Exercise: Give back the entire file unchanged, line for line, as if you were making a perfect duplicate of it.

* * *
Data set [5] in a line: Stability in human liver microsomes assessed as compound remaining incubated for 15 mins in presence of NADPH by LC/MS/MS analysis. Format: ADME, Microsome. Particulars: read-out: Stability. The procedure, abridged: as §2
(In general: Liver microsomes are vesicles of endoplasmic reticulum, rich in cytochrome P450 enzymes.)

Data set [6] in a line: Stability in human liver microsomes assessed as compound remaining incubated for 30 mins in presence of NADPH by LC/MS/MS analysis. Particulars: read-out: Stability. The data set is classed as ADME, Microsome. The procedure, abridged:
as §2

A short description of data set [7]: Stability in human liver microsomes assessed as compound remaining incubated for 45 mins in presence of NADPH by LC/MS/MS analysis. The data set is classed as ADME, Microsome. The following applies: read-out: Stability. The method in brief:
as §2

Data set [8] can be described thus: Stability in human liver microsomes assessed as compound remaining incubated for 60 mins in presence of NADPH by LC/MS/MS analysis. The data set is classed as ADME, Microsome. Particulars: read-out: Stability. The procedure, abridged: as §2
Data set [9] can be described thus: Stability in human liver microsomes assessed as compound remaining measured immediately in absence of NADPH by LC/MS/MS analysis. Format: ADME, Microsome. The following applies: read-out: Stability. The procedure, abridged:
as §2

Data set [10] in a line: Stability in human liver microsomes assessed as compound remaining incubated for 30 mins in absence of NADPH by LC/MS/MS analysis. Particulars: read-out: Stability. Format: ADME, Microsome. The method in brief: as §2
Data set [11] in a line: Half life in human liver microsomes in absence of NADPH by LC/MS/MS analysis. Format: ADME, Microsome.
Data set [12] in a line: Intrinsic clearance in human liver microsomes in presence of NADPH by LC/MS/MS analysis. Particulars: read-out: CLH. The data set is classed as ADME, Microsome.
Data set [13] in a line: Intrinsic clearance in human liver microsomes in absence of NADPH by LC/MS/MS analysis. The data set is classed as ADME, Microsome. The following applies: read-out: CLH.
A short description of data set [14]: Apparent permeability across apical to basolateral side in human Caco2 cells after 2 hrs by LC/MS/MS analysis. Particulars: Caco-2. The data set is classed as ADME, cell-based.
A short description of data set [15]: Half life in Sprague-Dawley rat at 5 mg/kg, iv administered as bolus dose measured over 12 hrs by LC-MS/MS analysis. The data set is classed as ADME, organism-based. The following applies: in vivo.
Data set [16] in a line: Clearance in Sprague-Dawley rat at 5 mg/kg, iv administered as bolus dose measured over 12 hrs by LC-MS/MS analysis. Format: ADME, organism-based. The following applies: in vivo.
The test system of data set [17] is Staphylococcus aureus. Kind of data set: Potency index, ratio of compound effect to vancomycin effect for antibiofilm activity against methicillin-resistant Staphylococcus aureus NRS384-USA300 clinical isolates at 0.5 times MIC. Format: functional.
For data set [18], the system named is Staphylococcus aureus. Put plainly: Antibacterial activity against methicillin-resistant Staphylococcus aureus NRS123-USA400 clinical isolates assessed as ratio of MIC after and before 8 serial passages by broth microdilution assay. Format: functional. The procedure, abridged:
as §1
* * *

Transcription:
Data set [5] in a line: Stability in human liver microsomes assessed as compound remaining incubated for 15 mins in presence of NADPH by LC/MS/MS analysis. Format: ADME, Microsome. Particulars: read-out: Stability. The procedure, abridged: as §2
(In general: Liver microsomes are vesicles of endoplasmic reticulum, rich in cytochrome P450 enzymes.)

Data set [6] in a line: Stability in human liver microsomes assessed as compound remaining incubated for 30 mins in presence of NADPH by LC/MS/MS analysis. Particulars: read-out: Stability. The data set is classed as ADME, Microsome. The procedure, abridged:
as §2

A short description of data set [7]: Stability in human liver microsomes assessed as compound remaining incubated for 45 mins in presence of NADPH by LC/MS/MS analysis. The data set is classed as ADME, Microsome. The following applies: read-out: Stability. The method in brief:
as §2

Data set [8] can be described thus: Stability in human liver microsomes assessed as compound remaining incubated for 60 mins in presence of NADPH by LC/MS/MS analysis. The data set is classed as ADME, Microsome. Particulars: read-out: Stability. The procedure, abridged: as §2
Data set [9] can be described thus: Stability in human liver microsomes assessed as compound remaining measured immediately in absence of NADPH by LC/MS/MS analysis. Format: ADME, Microsome. The following applies: read-out: Stability. The procedure, abridged:
as §2

Data set [10] in a line: Stability in human liver microsomes assessed as compound remaining incubated for 30 mins in absence of NADPH by LC/MS/MS analysis. Particulars: read-out: Stability. Format: ADME, Microsome. The method in brief: as §2
Data set [11] in a line: Half life in human liver microsomes in absence of NADPH by LC/MS/MS analysis. Format: ADME, Microsome.
Data set [12] in a line: Intrinsic clearance in human liver microsomes in presence of NADPH by LC/MS/MS analysis. Particulars: read-out: CLH. The data set is classed as ADME, Microsome.
Data set [13] in a line: Intrinsic clearance in human liver microsomes in absence of NADPH by LC/MS/MS analysis. The data set is classed as ADME, Microsome. The following applies: read-out: CLH.
A short description of data set [14]: Apparent permeability across apical to basolateral side in human Caco2 cells after 2 hrs by LC/MS/MS analysis. Particulars: Caco-2. The data set is classed as ADME, cell-based.
A short description of data set [15]: Half life in Sprague-Dawley rat at 5 mg/kg, iv administered as bolus dose measured over 12 hrs by LC-MS/MS analysis. The data set is classed as ADME, organism-based. The following applies: in vivo.
Data set [16] in a line: Clearance in Sprague-Dawley rat at 5 mg/kg, iv administered as bolus dose measured over 12 hrs by LC-MS/MS analysis. Format: ADME, organism-based. The following applies: in vivo.
The test system of data set [17] is Staphylococcus aureus. Kind of data set: Potency index, ratio of compound effect to vancomycin effect for antibiofilm activity against methicillin-resistant Staphylococcus aureus NRS384-USA300 clinical isolates at 0.5 times MIC. Format: functional.
For data set [18], the system named is Staphylococcus aureus. Put plainly: Antibacterial activity against methicillin-resistant Staphylococcus aureus NRS123-USA400 clinical isolates assessed as ratio of MIC after and before 8 serial passages by broth microdilution assay. Format: functional. The procedure, abridged:
as §1